Farting around with death …

January 12, 2008

I think I was a very serious child. While I played with Matchbox cars, pretended to be Green Lantern, and explored the woods, I also did a lot of thinking. I thought too much then, I think too much now.

I remember long, mournful, “funerals” in the driveway, playing in the gravel before my father got home. I don’t know if these were local commercials or not, but there used to be some old phone book commercials which said, “let your fingers do the walking through the Yellow Pages.” I used my hands as people, my fingers walking, walking. They walked through the gravel, they died in the gravel, they were buried in the gravel. Sometimes, my hands were magically resurrected, especially if we had recently been told the story of Lazarus at Sunday School. But mainly, they died, and I would hum a sorrowful liturgy, sometimes to the point of tears in my eyes. I thought of death and dying, of losing my parents, grandparents, my dog. I thought of me dying too, and what people might say, and how they would miss me and my mother would cry and how awful I would feel if I were dead, and how I would miss them all.

Those are dark thoughts for a 5 year old in kindergarten.

Like it does most children for periods, and many adults, death obsessed me. What was it exactly? I was brought up in a Baptist church that, as soon as I could think for myself, I became disenchanted with. As I grew into adolescence, I began to read about the history and practices of Christianity, Islam, Buddhism. There were more esoteric religions, like Zorastorism, and to me at the time, Hinduism. Was the afterlife dependent on what you believed? Who was right? Was anyone? Imagine the surprise upon dying that what you had been taught was wrong!

It finally occurred to me, or rather, it seeped into me, that death was nothing more than, well, nothing. It was a part of life, but a cessation of life. Death was nothing, it was nothingness. I didn’t believe in a heaven, a hell, an afterlife. If anything, I believed in a cycle of living, a cycle of birth, death, and rebirth of some sort. I wanted to believe that you became part of a cosmic consciousness.

It’s hard to let go of the uniqueness of your existence and accept the idea that you simply cease, that you simply stop, and there is no more you that is thinking about self-centered you. You always want to continue to exist, somehow. At least I do.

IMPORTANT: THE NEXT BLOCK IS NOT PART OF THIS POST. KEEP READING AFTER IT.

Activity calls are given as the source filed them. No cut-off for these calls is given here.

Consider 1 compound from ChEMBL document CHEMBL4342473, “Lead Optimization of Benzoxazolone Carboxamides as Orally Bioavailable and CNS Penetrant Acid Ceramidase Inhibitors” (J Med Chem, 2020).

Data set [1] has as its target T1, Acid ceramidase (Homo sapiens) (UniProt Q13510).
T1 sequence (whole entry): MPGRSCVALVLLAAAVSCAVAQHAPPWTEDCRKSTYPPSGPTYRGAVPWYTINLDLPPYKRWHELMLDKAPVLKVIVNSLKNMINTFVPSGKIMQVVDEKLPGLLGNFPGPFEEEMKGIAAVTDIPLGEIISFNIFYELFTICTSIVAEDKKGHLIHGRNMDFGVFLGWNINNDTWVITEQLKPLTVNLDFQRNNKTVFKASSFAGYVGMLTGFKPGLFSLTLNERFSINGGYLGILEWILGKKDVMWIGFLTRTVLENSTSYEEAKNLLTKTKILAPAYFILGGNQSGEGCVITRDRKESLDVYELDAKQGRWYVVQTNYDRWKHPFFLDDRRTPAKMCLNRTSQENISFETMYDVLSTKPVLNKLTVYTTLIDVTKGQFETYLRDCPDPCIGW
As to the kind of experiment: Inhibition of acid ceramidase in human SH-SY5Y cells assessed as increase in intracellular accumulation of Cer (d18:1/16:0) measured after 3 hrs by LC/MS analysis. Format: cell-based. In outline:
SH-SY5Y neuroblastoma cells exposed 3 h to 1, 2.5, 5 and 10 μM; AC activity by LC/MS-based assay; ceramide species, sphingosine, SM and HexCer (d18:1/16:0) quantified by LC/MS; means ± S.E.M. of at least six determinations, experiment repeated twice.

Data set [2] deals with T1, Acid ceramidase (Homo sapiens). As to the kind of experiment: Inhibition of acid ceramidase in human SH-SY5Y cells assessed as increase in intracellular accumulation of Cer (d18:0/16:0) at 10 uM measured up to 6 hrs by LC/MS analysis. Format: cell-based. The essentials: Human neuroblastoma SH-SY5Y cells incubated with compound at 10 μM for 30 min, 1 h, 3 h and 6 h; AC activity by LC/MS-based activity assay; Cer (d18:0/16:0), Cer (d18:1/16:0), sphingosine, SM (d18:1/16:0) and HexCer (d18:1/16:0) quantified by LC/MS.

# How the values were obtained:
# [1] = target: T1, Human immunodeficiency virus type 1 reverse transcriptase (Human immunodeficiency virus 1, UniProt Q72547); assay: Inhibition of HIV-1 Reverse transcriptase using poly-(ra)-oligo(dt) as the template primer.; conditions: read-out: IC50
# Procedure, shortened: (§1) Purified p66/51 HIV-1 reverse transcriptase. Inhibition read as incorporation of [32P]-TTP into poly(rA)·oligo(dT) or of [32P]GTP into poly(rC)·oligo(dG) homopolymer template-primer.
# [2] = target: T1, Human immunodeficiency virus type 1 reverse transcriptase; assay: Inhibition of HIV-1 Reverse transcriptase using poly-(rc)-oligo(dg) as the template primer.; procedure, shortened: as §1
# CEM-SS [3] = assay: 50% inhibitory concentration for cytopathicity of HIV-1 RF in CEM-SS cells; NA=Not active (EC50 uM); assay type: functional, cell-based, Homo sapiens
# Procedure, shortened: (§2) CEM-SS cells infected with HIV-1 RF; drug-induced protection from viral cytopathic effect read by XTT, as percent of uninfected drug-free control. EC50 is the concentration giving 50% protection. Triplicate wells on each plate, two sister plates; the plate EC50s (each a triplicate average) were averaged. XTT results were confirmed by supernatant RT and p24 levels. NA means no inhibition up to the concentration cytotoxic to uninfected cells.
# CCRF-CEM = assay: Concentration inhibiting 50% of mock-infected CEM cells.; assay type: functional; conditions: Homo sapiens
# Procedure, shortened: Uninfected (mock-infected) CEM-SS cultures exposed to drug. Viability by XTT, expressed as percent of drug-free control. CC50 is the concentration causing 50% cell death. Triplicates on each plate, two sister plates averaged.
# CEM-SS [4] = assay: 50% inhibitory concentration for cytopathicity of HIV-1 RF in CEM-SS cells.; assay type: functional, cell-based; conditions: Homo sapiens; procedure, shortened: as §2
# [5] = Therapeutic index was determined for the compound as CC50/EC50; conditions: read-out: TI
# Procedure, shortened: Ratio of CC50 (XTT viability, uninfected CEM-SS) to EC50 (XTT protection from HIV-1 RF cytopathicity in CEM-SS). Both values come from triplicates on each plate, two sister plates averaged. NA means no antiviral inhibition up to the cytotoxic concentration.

I became a less serious adult. Sometimes it seems as if I’m living in reverse. I think I’m pretty good at making people laugh. But inside, I’m still that serious little kid who thinks too much about too many serious things. I’m still that sometimes melancholy wonderer.

Serious and sometimes melancholy people are the best comedians. Maybe it’s because they’re simply more thoughtful. Or maybe it’s that they see the darkness better than light-hearted clueless people, and if that serious person is intelligent enough, they can take darkness and spin it into comedy. Comedy does better at the box office and has a wider audience.

An audience takes ‘serious’ comedy from serious people like they take the F-bomb from someone who hardly ever says it. In my office there is one lady that I’ve heard say the F-bomb twice in seven years, with dramatic effect. The weight of the F-bomb coming from her carries far more impact than it does coming from me, who uses it multiple times a day as a verb, noun, general exclamation and thought connector. One of my genuine regrets is having learned to curse. You lose a lot of language skills that way.

When I was growing up, my family didn’t even use the word fart. It was considered a dirty word. We used stinker, which somehow seems more embarrassingly comical now than fart.

When my uncle married into the family, he brought the word crap. This was near blasphemy, and provided wide-eyed surprise, but after a few years the word caught on. I knew it was safe to say when my two aunts began to use it. I think the word fart can even be said now, if quietly.

One summer my father was making a picnic table with that same uncle. Dad was nailing some boards together, hit his finger with the hammer, and said, “God damn it!”

My father was the son of a preacher! My world stopped for a few surprised seconds.

If my mother had heard, holy crap!


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